The time of the year with a deep meaning
There are a lot of things I think about when I think about a Fall Saturday morning. I think about football (Go Dawgs). I think about the temperature dropping (unless you are like me and live in South Georgia where it is so hot you can fry an egg on the sidewalk). I also think about Saturday morning runs with my dad. Until I moved to college a couple of years ago, I spent almost every Saturday morning running on the dirt roads near my house with my dad. We run year round, but Fall is definitely our favorite time of the year to run. Thinking about our Fall Saturday morning runs, my mind is flooded with memories of the fields filled with snow white cotton, cow pastures, and canopies of trees above us (with the leaves constantly falling on us). It is just a picture perfect area to run. My dad would say every Saturday, "Wow, it is so beautiful out here. I would love to take a picture of this". The scenery might be picture perfect, but the run itself was not (for me anyways).
My dad has been a runner all his life. I started running when I was in the 8th grade, but prior to that my dad would always try to convince me to join him on a run. He did convince (force) me to run a 5k race (3.1 miles) with him when I was only six years old. We finished the race in 45 minutes. I won my age division (9 years and younger) and won a trophy, but I hate every minute of it. I told my dad I was never doing that again.
Fast forward to the summer of 2013. This was the summer before my 8th grade year, and I wanted to get involved in more at school. My dad suggested I join the cross-country team. Even though I said I would never run again, I still decided to give it a shot. I cried after my first practice. I could not run a mile without crying. I was miserable. I told my dad I didn't want to start the school year on the team, and I wanted to quit. The first time I went to my dad telling him I didn't want to run anymore, he told me, "Do not focus on how far the run is. Focus on the next step". He would constantly remind me this. He also remind me, "One step at a time will get you to the finish line". He has always told me how the challenges I come across in life are similar to the challenges I face in a run.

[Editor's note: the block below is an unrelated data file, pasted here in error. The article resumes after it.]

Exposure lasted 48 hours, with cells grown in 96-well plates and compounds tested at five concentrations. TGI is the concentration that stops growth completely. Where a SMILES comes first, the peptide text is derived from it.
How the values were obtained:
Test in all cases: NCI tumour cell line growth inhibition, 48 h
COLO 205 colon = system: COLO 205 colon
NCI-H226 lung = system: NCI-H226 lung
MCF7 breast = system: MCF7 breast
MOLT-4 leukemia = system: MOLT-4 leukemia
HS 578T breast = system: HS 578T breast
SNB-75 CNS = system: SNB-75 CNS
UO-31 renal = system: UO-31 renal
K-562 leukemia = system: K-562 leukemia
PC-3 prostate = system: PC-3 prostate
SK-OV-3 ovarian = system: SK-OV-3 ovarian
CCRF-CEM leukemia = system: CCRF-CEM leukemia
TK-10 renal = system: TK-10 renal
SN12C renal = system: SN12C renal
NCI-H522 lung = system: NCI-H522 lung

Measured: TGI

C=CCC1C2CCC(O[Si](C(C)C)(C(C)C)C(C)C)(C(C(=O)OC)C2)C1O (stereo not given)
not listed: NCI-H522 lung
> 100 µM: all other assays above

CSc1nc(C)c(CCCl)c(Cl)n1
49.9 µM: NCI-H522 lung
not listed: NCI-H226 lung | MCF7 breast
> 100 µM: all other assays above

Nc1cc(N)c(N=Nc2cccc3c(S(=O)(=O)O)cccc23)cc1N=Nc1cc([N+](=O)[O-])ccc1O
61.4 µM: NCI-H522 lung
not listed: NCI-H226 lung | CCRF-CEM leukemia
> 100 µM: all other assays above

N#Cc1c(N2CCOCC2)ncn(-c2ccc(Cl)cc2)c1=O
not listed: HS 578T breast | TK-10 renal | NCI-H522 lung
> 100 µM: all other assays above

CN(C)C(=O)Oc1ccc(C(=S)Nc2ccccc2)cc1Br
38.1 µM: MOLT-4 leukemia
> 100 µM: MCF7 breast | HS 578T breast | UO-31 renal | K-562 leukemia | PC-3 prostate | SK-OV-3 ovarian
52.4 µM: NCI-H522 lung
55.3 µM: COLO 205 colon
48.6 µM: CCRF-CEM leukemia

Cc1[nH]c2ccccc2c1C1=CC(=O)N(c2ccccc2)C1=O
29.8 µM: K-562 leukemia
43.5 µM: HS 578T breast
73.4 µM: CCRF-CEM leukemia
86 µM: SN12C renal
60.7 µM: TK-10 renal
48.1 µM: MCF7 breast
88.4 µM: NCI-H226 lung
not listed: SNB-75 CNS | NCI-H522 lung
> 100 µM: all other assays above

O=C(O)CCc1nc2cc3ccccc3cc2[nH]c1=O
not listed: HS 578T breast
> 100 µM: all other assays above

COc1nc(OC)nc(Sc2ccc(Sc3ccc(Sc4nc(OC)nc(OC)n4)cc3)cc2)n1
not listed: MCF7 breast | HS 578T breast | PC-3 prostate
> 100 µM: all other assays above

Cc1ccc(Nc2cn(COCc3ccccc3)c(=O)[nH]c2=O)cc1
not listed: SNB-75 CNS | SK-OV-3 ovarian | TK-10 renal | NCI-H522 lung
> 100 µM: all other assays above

I ran with my dad every Saturday that Fall. I would remind him every Saturday that I was one Saturday closer to never running cross country again. I did not quit running after my 8th grade season. I eventually signed up for track and ran all through out high school. I still run to this day (just for "fun" now). I look back on all the Saturdays in the Fall of my 8th grade year and find it hard to believe that same girl who cried and struggled all that time has now completed countless amounts of 5k's, 10k's, two half-marathons, and two marathons. Yes, the girl who couldn't run a mile did that.
Through the years, I've learned the first step is the hardest, but if you start and keep at it, you can accomplish goals that seem out of reach. I have learned to let frustration motivate me to make positive changes. I've learned all this just from running. I used to think my dad was crazy for saying how the challenges in running and in life are similar. It is so true. When I started college, I was struggling big time. Not because I was homesick, but I did not think I could make it here. I let the challenges and frustrations I faced during my first year of college motivate me to make the most of my struggles. I am not thriving by no means right now, but I am happy to say I am doing a hell of a lot better than I was one year ago today. Through all those Saturdays in the Fall running with my dad, I found the determination necessary to complete a run is the same determination required for any challenge I face in life.